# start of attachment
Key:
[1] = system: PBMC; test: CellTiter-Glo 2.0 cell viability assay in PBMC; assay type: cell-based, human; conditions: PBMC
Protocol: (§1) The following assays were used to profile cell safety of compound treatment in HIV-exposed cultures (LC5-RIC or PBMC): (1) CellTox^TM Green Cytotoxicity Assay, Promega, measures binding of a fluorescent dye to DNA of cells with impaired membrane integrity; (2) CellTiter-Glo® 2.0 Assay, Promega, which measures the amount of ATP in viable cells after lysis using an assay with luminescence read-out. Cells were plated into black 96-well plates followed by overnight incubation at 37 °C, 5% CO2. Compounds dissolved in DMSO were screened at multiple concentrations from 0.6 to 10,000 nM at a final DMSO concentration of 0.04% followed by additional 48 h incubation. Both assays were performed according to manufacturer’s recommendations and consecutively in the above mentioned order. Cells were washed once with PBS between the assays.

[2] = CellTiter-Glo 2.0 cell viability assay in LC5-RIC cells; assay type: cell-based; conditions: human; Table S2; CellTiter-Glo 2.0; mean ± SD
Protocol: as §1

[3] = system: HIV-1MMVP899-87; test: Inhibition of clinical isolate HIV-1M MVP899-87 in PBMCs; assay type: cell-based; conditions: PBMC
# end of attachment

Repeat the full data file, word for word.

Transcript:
Key:
[1] = system: PBMC; test: CellTiter-Glo 2.0 cell viability assay in PBMC; assay type: cell-based, human; conditions: PBMC
Protocol: (§1) The following assays were used to profile cell safety of compound treatment in HIV-exposed cultures (LC5-RIC or PBMC): (1) CellTox^TM Green Cytotoxicity Assay, Promega, measures binding of a fluorescent dye to DNA of cells with impaired membrane integrity; (2) CellTiter-Glo® 2.0 Assay, Promega, which measures the amount of ATP in viable cells after lysis using an assay with luminescence read-out. Cells were plated into black 96-well plates followed by overnight incubation at 37 °C, 5% CO2. Compounds dissolved in DMSO were screened at multiple concentrations from 0.6 to 10,000 nM at a final DMSO concentration of 0.04% followed by additional 48 h incubation. Both assays were performed according to manufacturer’s recommendations and consecutively in the above mentioned order. Cells were washed once with PBS between the assays.

[2] = CellTiter-Glo 2.0 cell viability assay in LC5-RIC cells; assay type: cell-based; conditions: human; Table S2; CellTiter-Glo 2.0; mean ± SD
Protocol: as §1

[3] = system: HIV-1MMVP899-87; test: Inhibition of clinical isolate HIV-1M MVP899-87 in PBMCs; assay type: cell-based; conditions: PBMC